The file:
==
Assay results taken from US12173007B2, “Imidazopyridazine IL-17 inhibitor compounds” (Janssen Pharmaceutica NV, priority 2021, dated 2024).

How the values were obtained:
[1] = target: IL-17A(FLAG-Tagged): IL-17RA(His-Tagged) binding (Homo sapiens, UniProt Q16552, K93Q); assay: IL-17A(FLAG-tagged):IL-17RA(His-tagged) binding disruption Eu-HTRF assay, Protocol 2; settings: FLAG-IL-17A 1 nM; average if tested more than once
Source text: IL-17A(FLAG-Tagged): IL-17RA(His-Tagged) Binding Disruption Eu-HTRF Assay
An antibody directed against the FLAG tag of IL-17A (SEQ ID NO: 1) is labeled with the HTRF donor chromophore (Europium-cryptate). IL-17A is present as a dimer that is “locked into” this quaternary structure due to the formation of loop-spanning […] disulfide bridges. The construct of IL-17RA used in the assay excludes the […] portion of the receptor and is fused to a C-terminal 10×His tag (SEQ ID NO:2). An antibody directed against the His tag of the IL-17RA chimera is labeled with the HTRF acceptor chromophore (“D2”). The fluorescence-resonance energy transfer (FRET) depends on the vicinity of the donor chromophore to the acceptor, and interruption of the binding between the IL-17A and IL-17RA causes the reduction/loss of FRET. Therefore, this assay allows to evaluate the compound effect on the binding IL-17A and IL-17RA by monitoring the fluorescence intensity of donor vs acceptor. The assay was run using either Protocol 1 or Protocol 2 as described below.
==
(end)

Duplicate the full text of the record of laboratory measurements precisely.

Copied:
Assay results taken from US12173007B2, “Imidazopyridazine IL-17 inhibitor compounds” (Janssen Pharmaceutica NV, priority 2021, dated 2024).

How the values were obtained:
[1] = target: IL-17A(FLAG-Tagged): IL-17RA(His-Tagged) binding (Homo sapiens, UniProt Q16552, K93Q); assay: IL-17A(FLAG-tagged):IL-17RA(His-tagged) binding disruption Eu-HTRF assay, Protocol 2; settings: FLAG-IL-17A 1 nM; average if tested more than once
Source text: IL-17A(FLAG-Tagged): IL-17RA(His-Tagged) Binding Disruption Eu-HTRF Assay
An antibody directed against the FLAG tag of IL-17A (SEQ ID NO: 1) is labeled with the HTRF donor chromophore (Europium-cryptate). IL-17A is present as a dimer that is “locked into” this quaternary structure due to the formation of loop-spanning […] disulfide bridges. The construct of IL-17RA used in the assay excludes the […] portion of the receptor and is fused to a C-terminal 10×His tag (SEQ ID NO:2). An antibody directed against the His tag of the IL-17RA chimera is labeled with the HTRF acceptor chromophore (“D2”). The fluorescence-resonance energy transfer (FRET) depends on the vicinity of the donor chromophore to the acceptor, and interruption of the binding between the IL-17A and IL-17RA causes the reduction/loss of FRET. Therefore, this assay allows to evaluate the compound effect on the binding IL-17A and IL-17RA by monitoring the fluorescence intensity of donor vs acceptor. The assay was run using either Protocol 1 or Protocol 2 as described below.